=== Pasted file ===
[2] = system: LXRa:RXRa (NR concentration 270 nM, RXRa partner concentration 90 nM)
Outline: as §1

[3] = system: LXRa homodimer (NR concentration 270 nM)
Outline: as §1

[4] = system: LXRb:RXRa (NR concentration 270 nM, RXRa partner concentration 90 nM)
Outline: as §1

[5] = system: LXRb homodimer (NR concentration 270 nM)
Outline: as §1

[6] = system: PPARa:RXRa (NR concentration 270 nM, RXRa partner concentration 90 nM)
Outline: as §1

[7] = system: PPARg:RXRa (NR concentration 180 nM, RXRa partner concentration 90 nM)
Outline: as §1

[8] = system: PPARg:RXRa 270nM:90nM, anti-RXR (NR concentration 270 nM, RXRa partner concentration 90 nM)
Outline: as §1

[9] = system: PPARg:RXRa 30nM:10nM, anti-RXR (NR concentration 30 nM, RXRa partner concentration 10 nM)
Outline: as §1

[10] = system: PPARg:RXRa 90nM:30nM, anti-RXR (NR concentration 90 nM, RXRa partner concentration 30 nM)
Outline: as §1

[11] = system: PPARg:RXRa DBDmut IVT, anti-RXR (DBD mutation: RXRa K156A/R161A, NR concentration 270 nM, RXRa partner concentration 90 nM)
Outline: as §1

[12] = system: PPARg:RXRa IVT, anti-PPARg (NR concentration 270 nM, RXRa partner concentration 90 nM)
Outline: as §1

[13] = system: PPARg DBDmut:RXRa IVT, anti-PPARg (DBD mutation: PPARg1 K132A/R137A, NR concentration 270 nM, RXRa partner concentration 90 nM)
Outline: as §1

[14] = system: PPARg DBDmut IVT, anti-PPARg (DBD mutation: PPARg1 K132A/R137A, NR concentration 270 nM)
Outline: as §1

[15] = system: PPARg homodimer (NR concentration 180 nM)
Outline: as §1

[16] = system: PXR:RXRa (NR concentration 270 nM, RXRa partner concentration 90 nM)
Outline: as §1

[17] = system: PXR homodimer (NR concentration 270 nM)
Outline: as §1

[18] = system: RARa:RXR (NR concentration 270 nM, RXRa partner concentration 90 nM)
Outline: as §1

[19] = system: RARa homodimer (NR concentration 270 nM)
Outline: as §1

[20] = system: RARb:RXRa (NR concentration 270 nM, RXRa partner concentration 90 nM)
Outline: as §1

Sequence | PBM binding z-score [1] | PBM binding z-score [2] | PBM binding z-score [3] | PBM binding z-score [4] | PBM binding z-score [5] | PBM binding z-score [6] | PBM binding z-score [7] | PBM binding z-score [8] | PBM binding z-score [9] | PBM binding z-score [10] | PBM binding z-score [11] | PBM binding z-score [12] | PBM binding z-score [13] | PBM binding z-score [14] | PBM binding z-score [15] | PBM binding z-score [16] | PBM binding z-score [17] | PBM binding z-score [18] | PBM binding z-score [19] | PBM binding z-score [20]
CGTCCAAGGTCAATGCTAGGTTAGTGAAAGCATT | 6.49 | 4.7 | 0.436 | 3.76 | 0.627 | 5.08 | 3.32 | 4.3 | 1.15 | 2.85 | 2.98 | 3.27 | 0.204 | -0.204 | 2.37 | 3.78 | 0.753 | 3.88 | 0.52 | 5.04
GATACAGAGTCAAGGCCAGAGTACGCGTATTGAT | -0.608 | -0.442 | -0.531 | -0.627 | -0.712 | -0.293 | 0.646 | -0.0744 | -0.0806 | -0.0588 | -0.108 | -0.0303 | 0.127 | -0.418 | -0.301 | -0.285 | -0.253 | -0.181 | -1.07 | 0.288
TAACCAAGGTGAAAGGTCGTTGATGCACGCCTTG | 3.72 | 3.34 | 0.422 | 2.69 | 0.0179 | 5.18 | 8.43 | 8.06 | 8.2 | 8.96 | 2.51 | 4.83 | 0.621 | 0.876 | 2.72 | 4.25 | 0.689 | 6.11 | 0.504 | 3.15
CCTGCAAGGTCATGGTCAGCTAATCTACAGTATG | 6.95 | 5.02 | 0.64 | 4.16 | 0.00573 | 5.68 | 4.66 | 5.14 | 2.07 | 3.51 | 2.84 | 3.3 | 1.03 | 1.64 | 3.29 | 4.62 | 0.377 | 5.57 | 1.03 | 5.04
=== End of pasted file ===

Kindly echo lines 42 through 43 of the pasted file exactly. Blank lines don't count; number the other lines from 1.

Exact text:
TAACCAAGGTGAAAGGTCGTTGATGCACGCCTTG | 3.72 | 3.34 | 0.422 | 2.69 | 0.0179 | 5.18 | 8.43 | 8.06 | 8.2 | 8.96 | 2.51 | 4.83 | 0.621 | 0.876 | 2.72 | 4.25 | 0.689 | 6.11 | 0.504 | 3.15
CCTGCAAGGTCATGGTCAGCTAATCTACAGTATG | 6.95 | 5.02 | 0.64 | 4.16 | 0.00573 | 5.68 | 4.66 | 5.14 | 2.07 | 3.51 | 2.84 | 3.3 | 1.03 | 1.64 | 3.29 | 4.62 | 0.377 | 5.57 | 1.03 | 5.04